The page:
Find it at your library!

I love it when books live up to the high expectations I place on them. My library doesn't have a copy of The Hours Count, and I'd never read Jillian Cantor before, but I decided to ask for it for Christmas even though it was kind of an unknown quantity. It just sounded so good! A fictionalized story about Julius and Ethel Rosenberg, told from the perspective of their neighbor lady? I ask you, how could I pass that up?

It was everything I hoped it would be and more. It's been a while since I was able to sit down with a book and just cruise. A lot of my reading in 2015, for whatever reason, felt very effortful. So it was a relief to immerse myself in Millie Stein's life in Knickerbocker Village, which is terribly mundane and housewiferly—until suddenly, it isn't.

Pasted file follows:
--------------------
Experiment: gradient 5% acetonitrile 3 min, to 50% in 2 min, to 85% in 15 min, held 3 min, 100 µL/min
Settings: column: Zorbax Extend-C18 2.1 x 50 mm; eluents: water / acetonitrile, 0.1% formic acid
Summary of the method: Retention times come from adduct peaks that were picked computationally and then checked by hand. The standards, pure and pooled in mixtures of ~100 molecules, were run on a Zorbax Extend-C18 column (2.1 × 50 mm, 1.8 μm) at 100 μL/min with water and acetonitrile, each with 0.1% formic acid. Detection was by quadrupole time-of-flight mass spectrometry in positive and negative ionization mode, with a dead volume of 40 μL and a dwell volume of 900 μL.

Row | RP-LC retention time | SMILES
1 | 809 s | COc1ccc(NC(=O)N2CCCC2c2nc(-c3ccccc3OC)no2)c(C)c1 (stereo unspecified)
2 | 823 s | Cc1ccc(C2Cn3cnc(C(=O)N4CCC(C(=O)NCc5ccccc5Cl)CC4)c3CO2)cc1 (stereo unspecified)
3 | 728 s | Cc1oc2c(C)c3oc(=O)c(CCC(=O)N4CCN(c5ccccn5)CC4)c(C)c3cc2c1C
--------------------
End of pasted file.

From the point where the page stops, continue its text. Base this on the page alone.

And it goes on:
The first-person narration is a great choice, even though it drastically limits the flow of information. Millie isn't stupid, but there's so much going on that she doesn't understand. You're wondering who is who, who's on which side, who's guilty of what, and who might be falsely accused. And because Millie is a wife and mother and her days center around caring for her son, there's a really interesting element of family and domestic drama. Highly recommended, especially for fans of historical fiction.